In 2002, Mankell travelled to Uganda and met many families affected by the Aids epidemic. He meets Aida, a girl growing up in Uganda where Aids kills people from 15 to 20 years old to those in their early fifties. Soon her parents will die. She will become a mother to her siblings. She is 12 years old.  In many parts of Africa, the old people have to look after their grandchildren when the parents are no longer alive. Then when they die, the children are orphans. “Children who have to be one another’s parents have a pretty distorted start in life. They slip up.” Aids in Africa, is an epidemic and illness that is very much treatable in the Western world, where medicine is affordable and obtainable.  In the third world, Aids is not under control, and many die from starvation as there is not enough manpower to keep agriculture going, but we in the privileged Western world know nothing of what is happening there.

In this book, we meet a family in Uganda who is facing this crisis. Henning is deeply affected by the things he sees around him. This story is real and is about real people. Memory Books could make a difference to these children, who grow up without parents. When the official reports have been filed away, these home-made books, will record memories, thoughts and histories of those who died too soon. Through a combination of words and drawings, we can hear the stories of where one came from, what they did, thought and things they can teach their young so that a legacy will remain.  Imagine how it would feel to not know anything about your family, where they came from, their values, beliefs, who they were, and then to be given  a book that gives you a glimpse into their lives.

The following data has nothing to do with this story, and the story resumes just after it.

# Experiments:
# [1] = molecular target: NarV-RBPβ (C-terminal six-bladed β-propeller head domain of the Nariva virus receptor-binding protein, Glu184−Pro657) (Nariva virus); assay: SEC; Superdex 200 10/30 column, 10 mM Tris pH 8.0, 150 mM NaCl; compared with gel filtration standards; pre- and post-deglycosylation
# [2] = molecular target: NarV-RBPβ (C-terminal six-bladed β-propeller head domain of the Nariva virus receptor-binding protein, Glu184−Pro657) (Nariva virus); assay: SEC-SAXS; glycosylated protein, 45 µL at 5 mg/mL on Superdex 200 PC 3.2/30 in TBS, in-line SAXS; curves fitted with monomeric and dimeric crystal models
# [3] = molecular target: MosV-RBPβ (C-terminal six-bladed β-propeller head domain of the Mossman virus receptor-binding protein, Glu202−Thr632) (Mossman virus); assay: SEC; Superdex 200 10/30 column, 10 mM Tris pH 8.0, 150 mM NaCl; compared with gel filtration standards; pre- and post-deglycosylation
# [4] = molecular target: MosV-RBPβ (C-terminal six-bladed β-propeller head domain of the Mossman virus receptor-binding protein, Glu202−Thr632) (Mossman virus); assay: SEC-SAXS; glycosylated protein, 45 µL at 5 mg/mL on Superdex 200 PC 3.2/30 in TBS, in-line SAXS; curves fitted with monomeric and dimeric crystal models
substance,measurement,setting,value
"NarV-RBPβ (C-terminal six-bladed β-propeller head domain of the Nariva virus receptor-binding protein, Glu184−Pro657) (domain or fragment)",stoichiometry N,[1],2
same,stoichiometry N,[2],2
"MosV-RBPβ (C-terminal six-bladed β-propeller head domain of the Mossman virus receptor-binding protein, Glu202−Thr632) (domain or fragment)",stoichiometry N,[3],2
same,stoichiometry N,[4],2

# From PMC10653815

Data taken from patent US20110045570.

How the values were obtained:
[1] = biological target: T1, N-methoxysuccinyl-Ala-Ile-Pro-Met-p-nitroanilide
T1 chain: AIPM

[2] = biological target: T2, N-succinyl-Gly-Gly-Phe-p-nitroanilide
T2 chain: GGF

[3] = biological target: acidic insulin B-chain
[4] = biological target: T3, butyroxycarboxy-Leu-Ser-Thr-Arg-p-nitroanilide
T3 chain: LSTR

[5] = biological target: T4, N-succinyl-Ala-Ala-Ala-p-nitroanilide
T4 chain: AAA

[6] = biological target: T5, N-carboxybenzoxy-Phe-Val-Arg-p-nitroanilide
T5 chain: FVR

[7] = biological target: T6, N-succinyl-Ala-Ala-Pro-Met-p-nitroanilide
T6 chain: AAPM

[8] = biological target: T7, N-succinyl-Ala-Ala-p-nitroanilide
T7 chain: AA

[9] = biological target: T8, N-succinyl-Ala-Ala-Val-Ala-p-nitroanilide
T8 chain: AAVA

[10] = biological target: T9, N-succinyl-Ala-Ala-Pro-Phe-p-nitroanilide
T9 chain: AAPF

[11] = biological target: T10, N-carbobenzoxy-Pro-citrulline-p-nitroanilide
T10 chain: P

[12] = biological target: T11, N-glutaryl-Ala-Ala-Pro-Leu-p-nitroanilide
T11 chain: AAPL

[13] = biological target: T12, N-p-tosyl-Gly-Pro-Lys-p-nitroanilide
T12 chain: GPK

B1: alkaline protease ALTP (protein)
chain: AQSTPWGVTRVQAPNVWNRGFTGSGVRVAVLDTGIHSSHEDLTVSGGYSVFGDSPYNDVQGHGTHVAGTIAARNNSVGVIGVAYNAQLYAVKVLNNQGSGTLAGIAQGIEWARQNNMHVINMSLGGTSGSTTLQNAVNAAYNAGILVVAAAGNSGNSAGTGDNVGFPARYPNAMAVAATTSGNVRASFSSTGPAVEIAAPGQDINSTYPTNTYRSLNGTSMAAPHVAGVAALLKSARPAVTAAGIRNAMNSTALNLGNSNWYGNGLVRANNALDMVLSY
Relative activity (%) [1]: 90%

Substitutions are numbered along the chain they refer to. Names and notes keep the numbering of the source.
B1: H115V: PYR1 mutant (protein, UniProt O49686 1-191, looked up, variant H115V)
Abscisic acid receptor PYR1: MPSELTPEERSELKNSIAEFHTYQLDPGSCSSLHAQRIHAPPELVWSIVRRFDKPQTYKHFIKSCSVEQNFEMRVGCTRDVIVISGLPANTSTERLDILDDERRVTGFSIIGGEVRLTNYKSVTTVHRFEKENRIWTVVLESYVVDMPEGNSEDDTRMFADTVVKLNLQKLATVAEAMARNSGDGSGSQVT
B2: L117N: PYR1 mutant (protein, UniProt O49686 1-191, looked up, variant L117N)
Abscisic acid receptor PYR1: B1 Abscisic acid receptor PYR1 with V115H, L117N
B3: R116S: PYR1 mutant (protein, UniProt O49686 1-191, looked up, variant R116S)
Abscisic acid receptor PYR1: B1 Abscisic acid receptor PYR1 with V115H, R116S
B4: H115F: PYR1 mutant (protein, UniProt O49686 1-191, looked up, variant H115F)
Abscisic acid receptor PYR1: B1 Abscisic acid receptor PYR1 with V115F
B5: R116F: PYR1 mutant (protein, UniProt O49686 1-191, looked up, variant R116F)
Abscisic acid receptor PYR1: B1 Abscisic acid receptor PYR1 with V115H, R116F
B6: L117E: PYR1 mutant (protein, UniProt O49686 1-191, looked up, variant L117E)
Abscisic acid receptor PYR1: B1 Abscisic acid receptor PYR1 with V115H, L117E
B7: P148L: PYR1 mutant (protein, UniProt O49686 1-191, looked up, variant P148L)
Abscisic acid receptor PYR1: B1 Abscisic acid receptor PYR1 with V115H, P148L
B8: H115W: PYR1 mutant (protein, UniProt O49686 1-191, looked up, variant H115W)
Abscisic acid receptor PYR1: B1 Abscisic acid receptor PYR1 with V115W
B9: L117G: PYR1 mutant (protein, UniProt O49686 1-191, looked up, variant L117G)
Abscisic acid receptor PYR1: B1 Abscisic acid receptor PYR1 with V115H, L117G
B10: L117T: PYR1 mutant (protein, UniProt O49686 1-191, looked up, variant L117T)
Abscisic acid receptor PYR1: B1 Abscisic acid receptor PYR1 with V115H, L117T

I was given a book about my Danish family stretching back to 1620, and I think this is the greatest gift I have ever received. I have an identity and I have pride in knowing who I am. This book illuminates the importance of not only these books, but also the problem that the African continent will face in coming years.

A tragic but hopeful book.

This book was received via the book swap site: Bookmooch, however, I will leave it as a gift to someone in my area via the Book Crossing Project. See more here:

Book mooch:

Book crossing:

The good: Memory books will live on

The bad: Epidemic where millions will die unnecessarily

The ugly: The western world largely ignores this problem.

We can make a difference… Ponder about that today…..

Charities supporting work with Aids in Africa:


FFP (Fondation Femme Plus) (Congo)

Jamaica Aids Support

BIDII (Kenya)

EMPOWER ( Education Means Protection of Women Engaged in Recreation)


Now to go an make a Memory book of my own..

Including pages on:
This Memory Book is for……………………….

and has been written by………………………..

Information about your Mother :

Family Name………………………………………..

First Names………………………………………….


Date of Birth…………………………………………

Place of Birth………………………………………..

Your Mother’s Story  ( in brief) More added further down –

Our Family Home –

Important Friends –

Special Memories –

Information about your Relatives –

Family Traditions and Special Events –

Sepcial to Me –

Thoughts on Life and Things I Believe in –

My Likes and Dislikes –

Special Interests/Talents –

What I do in my Free Time –

My Health –

My Working Life –

My Education –

About My Childhood and Where I Grew Up –

Information about your Father –

People who are Special to You –

My Hopes for Your Future –

My Favourite Memories of You –

Your Likes and Dislikes –

Your Interests –